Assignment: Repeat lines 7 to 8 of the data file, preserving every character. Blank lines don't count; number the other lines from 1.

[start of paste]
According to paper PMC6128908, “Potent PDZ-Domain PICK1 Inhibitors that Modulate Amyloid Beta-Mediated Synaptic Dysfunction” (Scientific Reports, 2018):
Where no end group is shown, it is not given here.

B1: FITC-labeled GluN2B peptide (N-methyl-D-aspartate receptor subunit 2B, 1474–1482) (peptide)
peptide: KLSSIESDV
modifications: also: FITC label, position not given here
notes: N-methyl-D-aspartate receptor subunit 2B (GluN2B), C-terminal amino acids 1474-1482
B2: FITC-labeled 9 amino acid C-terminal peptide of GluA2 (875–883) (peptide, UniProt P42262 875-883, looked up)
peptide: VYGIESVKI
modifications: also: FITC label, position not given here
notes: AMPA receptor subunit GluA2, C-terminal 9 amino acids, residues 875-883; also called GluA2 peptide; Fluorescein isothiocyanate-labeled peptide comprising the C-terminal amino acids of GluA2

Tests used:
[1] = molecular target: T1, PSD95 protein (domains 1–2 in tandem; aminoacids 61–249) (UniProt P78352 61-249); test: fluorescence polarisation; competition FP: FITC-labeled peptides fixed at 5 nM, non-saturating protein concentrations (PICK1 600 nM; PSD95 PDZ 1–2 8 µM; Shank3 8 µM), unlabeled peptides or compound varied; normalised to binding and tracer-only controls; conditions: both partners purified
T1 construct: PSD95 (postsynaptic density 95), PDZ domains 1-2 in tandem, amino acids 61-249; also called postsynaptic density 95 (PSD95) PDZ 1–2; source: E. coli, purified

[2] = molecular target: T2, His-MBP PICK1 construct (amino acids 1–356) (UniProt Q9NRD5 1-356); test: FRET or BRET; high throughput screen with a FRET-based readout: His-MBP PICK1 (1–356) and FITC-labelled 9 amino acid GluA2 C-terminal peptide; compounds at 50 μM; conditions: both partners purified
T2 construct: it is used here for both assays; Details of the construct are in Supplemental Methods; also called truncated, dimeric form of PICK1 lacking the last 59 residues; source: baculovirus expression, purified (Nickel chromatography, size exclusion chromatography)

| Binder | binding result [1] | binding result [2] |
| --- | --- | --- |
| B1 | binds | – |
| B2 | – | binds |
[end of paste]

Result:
B2: FITC-labeled 9 amino acid C-terminal peptide of GluA2 (875–883) (peptide, UniProt P42262 875-883, looked up)
peptide: VYGIESVKI